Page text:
Happy Winter Solstice, everyone! Friday marked the onset of winter and the turning of the year. And although this is the darkest, deadest time of year, it is also the beginning of the new year.
Not entirely coincidentally, I have recently become obsessed with a genre that I’ll call “Viking Rock,” for want of a better term. Who knew it was a thing? But apparently it is.
Although my books in The Zemnian Series are set in a “Russian” world, there’s also a Nordic strain running through them. In The Dreaming Land mini-series, some of the slave-children that my heroine Valya wants to rescue are from Tansko (Denmark), Ruotsi (Sweden), and Seumi (Finland). In The Dreaming Land II one of the characters even speaks a little Finnish.
My original plan in fact was to make the series much more Nordic-focused, which is something that I may go on to develop at a later date (if, that is, I can fit it around my burgeoning interest in the South Caucasus). The original short stories and novellas I wrote about the world that eventually became Zem’ were set as much in the Nordic world as they were in the Slavic world, something you can see remnants of in the collection Winter of the Gods and Other Stories.
You can find Winter of the Gods along with dozens of other books, all for free, in the Myths, Gods, & Ancient Worlds Giveaway.
I also worked “Vikings” into The Breathing Sea mini-series, the middle mini-series in the whole Zemnian Series trilogy of series, if that makes sense. In fact, Vikings and Nordic sorts of people are a constant if peripheral presence in the entire Zemnian Series.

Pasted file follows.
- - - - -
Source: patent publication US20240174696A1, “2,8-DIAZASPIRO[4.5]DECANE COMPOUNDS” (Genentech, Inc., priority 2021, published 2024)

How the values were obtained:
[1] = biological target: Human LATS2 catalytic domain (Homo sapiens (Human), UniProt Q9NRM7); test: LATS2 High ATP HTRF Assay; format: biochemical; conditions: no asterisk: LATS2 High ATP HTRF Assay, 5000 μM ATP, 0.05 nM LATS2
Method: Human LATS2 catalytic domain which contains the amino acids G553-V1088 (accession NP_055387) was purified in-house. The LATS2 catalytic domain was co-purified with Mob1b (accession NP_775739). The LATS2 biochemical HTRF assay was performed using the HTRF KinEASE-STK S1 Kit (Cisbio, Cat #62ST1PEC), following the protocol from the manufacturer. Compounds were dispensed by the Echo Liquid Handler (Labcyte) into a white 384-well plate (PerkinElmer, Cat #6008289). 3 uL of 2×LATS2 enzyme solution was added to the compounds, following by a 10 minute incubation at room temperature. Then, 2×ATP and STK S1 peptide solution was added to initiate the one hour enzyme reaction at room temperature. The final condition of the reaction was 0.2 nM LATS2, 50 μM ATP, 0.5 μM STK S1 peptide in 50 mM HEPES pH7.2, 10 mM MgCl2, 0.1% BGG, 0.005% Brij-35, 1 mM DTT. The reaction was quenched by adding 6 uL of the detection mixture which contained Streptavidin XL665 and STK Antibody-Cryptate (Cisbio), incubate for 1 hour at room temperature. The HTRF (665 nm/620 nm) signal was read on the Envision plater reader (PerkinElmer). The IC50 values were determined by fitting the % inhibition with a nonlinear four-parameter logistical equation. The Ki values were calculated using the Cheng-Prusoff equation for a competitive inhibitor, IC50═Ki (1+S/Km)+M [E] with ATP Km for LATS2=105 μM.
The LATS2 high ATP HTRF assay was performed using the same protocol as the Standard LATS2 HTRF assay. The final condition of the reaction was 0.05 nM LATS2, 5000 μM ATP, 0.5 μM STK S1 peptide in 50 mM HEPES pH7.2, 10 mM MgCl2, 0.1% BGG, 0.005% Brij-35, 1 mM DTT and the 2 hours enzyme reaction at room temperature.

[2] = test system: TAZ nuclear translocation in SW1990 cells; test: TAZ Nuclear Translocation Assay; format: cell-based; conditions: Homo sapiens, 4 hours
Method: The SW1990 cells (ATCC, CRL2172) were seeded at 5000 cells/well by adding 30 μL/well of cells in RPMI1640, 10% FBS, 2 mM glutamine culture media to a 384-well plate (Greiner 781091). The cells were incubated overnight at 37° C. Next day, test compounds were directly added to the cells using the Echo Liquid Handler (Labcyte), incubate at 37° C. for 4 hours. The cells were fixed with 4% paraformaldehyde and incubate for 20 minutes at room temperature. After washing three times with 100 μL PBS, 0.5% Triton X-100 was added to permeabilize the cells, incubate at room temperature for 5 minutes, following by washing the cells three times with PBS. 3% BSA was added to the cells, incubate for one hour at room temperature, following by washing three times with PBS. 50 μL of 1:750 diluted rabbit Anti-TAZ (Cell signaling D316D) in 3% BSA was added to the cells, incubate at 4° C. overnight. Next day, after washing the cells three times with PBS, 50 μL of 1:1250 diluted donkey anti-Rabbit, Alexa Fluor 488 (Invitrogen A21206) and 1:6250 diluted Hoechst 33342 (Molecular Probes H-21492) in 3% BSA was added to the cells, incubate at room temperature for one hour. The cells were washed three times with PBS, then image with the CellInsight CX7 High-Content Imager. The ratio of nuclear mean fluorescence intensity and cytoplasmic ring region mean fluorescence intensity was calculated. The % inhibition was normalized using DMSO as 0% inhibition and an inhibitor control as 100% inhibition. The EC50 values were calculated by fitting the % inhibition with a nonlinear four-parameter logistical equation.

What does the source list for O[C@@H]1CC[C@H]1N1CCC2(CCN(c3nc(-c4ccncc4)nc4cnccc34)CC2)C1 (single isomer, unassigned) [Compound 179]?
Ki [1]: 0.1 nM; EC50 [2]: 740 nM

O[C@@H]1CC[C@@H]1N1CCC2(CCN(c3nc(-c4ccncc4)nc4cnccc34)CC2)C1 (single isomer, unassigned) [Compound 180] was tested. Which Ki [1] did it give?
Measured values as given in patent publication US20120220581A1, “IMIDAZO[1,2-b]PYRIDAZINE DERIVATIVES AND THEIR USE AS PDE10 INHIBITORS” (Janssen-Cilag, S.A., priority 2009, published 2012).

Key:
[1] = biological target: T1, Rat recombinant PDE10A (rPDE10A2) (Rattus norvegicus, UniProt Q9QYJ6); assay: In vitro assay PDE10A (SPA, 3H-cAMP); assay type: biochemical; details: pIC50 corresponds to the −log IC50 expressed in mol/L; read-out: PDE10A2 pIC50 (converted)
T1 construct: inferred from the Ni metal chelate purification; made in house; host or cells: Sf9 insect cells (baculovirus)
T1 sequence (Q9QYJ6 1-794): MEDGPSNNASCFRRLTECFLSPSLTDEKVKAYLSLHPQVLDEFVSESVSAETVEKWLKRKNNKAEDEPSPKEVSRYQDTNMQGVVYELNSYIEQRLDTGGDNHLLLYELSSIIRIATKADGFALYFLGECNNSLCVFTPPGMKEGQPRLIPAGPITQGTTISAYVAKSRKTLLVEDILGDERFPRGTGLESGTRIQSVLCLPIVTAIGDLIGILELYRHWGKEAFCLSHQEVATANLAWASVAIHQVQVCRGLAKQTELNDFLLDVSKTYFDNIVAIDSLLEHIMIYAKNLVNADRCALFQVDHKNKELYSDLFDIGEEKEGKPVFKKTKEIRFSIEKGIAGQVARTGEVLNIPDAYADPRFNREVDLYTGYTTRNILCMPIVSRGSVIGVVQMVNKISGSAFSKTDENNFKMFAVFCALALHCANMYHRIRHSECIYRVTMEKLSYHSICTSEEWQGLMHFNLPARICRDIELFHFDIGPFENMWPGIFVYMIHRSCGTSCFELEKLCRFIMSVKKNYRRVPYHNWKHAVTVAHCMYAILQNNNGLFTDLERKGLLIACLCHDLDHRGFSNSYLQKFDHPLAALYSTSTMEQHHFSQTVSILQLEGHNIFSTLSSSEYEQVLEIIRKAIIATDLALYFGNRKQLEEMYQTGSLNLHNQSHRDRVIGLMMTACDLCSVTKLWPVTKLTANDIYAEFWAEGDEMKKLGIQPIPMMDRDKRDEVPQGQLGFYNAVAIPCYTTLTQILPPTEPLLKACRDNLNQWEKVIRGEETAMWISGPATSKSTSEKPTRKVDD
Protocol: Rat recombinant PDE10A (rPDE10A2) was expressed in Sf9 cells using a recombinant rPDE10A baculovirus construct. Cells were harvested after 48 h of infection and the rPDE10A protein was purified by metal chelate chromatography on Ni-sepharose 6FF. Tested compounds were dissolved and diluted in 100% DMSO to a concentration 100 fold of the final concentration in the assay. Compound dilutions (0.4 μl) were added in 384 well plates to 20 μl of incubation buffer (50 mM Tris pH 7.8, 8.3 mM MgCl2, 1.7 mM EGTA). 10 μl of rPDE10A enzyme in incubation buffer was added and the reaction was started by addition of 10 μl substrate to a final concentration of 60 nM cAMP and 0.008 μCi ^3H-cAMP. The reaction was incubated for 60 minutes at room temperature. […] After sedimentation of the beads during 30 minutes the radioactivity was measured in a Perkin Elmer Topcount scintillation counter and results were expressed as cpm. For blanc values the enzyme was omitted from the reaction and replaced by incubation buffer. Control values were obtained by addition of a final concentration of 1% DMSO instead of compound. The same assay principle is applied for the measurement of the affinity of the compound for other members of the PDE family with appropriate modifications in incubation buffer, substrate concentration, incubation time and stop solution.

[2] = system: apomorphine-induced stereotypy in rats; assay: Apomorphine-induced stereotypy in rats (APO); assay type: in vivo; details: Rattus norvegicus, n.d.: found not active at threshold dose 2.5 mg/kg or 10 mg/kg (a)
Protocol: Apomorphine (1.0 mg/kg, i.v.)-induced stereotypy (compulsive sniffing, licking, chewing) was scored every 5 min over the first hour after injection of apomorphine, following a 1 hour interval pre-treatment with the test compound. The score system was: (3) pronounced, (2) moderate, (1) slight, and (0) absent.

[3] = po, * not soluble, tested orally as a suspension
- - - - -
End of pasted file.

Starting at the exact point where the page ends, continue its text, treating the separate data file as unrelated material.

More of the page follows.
Now seems like a good time to mention that I’m doing another giveaway of the first book in The Breathing Sea duology this month! The first three people to respond to this post or email me at firstname.lastname@example.org with a request for a copy will get a signed paperback.
So now, at the end of the old year and the beginning of the new, I thought I’d share some Viking-esque music about death, dying, and the changing of the seasons.
Einar Selvik, lead singer of Wardruna and one of the composers for the TV show Vikings, explains the meaning of Ragnarok, winter, and the death and birth of the year in his adaptation of these Eddic verses.
Faroese artist Eivor has a very different sound, but still draws upon traditional Nordic music and mythology. Here’s her haunting story about a young woman who falls in love with Death.
The band Skald (Skalds were Nordic bards) are recreating and reinterpreting Skaldic poetry.
Wardruna again, this time performing “Helvegen,” or “The Way to Hel.”
I hope you enjoy these modern reinterpretations of Skaldic and Viking music as much I do. The start of winter seems the perfect time to do a deep dive into it. Happy Solstice, Merry Christmas, and may winter treat you kindly.
And don’t forget to enter my giveaway of a signed copy of The Breathing Sea I by emailing me at email@example.com!